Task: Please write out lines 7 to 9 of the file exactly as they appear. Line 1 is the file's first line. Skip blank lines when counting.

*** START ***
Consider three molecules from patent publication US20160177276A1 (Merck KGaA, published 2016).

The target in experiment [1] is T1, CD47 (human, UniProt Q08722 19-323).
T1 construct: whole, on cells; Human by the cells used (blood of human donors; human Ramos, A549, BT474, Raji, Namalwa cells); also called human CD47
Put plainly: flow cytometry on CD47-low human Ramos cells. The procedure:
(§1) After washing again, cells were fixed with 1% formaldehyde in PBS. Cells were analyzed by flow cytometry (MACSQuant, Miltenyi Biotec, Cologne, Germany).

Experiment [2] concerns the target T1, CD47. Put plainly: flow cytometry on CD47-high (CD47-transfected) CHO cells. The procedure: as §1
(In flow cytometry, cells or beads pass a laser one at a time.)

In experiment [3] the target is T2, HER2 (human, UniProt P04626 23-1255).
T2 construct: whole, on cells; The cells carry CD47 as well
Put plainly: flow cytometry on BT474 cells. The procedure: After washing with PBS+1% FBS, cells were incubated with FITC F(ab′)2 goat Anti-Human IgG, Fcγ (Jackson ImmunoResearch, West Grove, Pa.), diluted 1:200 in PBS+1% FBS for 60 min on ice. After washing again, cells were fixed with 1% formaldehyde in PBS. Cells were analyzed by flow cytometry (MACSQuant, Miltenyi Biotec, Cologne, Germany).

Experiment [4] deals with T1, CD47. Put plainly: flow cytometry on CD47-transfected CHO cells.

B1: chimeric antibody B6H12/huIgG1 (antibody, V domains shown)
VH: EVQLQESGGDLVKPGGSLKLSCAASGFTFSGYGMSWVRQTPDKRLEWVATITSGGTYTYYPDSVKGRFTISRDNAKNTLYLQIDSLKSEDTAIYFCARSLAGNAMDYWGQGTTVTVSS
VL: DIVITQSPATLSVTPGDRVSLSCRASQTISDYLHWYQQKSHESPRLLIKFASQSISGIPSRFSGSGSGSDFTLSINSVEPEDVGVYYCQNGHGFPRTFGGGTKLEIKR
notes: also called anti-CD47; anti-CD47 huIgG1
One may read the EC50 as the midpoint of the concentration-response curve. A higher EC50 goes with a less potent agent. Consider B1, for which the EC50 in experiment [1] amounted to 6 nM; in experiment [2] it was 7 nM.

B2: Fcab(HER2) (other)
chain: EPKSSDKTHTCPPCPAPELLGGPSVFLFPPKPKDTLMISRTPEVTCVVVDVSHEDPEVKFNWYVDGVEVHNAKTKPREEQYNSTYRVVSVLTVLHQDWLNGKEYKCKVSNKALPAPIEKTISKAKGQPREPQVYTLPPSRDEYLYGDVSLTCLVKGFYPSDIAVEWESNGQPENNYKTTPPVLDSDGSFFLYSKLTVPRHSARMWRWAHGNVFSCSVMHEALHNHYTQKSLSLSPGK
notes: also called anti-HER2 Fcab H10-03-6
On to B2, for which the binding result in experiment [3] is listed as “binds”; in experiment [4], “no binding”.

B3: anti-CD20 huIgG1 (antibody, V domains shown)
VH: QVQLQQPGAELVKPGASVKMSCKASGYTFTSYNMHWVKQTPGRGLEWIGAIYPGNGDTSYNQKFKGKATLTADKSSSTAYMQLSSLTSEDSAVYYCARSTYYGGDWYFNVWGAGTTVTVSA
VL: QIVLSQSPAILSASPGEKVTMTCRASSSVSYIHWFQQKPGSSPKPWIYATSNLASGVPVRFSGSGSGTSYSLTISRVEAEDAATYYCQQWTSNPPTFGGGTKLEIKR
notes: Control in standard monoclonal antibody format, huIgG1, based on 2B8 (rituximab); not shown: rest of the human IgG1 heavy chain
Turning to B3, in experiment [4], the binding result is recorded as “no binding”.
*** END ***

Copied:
(In flow cytometry, cells or beads pass a laser one at a time.)

In experiment [3] the target is T2, HER2 (human, UniProt P04626 23-1255).
T2 construct: whole, on cells; The cells carry CD47 as well